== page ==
Winged adults alse aggregate with the immature nymphs you have pictured in your photo.
Letter 3 – Fanmail
Box Elder help
December 12, 2010 7:21 pm
First, I want to thank you for this site. I’m using it in a mental health capacity to help with my bug phobia. It’s really helpful to look at the pictures and descriptions and learn about individual insects and creatures.
It helps to demystify them and I’m finding myself much less scared of harmless bugs I see now.
Secondly, I live in Wisconsin where it is bitter cold and blowing snow right now. I’ve noticed a box elder bug is taking refuge in my apartment. I know he or she is harmless, so am using this as an opportunity to calm my fears and let this creature exist in my home with me instead of forcing it outside where it will surely freeze to death.
What I’m wondering is if there is any reason I shouldn’t continue to let it hang out in my home, and also how long it might survive in here as opposed to outside. Thanks a lot!
Thanks so much for your kind letter. Our readers who are plagued by Boxelder Bug home invasions will be amused with your solitary visitor.
Boxelder Bugs often seek shelter indoors in prodigious when cold weather arrives, and they will pass the winter in comfort while waiting for spring to arrive. The Boxelder Bug will not harm your home and there is no reason why you shouldn’t allow it to remain.
Letter 4 – Home Security System does not keep out Boxelder Bugs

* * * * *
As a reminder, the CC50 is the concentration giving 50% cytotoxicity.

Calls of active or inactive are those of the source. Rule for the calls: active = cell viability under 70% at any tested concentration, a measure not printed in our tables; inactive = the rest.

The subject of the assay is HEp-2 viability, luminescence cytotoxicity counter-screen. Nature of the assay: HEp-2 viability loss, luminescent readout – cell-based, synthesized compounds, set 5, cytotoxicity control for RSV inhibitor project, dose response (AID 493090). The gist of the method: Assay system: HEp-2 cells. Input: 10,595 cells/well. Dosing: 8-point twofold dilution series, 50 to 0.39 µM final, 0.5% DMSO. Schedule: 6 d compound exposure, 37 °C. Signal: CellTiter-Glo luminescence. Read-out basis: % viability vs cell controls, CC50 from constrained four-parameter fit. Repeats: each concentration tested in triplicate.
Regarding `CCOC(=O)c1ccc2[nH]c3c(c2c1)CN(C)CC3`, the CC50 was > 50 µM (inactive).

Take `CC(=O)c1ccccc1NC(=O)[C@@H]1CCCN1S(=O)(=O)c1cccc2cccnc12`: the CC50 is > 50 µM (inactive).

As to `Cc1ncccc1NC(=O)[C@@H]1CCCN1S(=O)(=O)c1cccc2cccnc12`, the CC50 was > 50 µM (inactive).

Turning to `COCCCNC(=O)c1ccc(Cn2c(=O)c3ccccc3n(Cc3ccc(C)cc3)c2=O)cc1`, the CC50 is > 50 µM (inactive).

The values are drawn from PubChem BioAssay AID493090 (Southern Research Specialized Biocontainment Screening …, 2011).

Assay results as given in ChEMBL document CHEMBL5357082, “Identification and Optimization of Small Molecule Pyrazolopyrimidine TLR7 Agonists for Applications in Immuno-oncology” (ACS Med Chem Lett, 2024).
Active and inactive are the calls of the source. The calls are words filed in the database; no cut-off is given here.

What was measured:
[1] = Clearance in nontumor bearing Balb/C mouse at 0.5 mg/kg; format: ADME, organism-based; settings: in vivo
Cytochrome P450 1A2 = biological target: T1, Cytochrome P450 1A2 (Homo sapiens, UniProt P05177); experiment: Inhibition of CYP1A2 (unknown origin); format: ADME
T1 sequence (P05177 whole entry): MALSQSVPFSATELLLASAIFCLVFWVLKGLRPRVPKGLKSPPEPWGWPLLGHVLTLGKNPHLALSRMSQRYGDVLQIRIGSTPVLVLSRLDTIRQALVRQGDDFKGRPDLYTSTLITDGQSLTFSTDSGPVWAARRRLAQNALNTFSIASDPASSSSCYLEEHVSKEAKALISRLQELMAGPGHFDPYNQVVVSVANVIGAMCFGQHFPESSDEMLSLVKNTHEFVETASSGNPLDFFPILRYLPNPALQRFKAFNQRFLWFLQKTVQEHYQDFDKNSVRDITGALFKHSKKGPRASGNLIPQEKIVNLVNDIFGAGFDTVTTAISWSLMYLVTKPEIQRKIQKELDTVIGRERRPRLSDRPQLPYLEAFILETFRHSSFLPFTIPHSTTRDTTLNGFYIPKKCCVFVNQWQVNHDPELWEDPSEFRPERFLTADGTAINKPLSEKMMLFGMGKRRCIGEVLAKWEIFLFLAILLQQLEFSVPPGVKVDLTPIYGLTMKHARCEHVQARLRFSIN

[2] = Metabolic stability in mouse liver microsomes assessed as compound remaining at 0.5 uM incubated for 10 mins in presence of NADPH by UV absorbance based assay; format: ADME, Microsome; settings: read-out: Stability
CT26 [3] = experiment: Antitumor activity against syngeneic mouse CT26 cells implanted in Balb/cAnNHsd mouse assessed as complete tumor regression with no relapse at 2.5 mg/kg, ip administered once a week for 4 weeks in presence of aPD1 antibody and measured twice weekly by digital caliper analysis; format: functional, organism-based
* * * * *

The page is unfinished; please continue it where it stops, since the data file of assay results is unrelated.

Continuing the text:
Location: Long Island NY
March 5, 2011 11:52 am
These bugs are under our vinyl siding and now that it’s winter, they are getting into the house some how. I just want to make sure they are not wood eaters of some kind. We have had problems with termites in the past.
Signature: Katherine R
This is a Boxelder Bug and it is a benign insect, though since they are in the habit of entering homes to hibernate, often in great numbers, they are considered a nuisance. We find your photo of this intruder on the home security control pad quite amusing.
Letter 5 – Eastern Boxelder Bug nymphs on Milkweed?????
Subject: Bugs on Butterlfy weed plant
Geographic location of the bug: Annapolis, MD USA
Time: 11:31 AM EDT
Your letter to the bugman: I have seen orange and blank milkweed bugs before, but these are bright pink and blue.
How you want your letter signed: zelda
Thank you so much for replying. Yes, there is a maple tree not too far away, but not directly near this patch. So interesting – I will keep watching. Love the web site; I just found it!
We would love to see images of the winged adults.
Ok, I’ll be on the lookout – about how long does maturation take?
We suspect you should have adults within a month.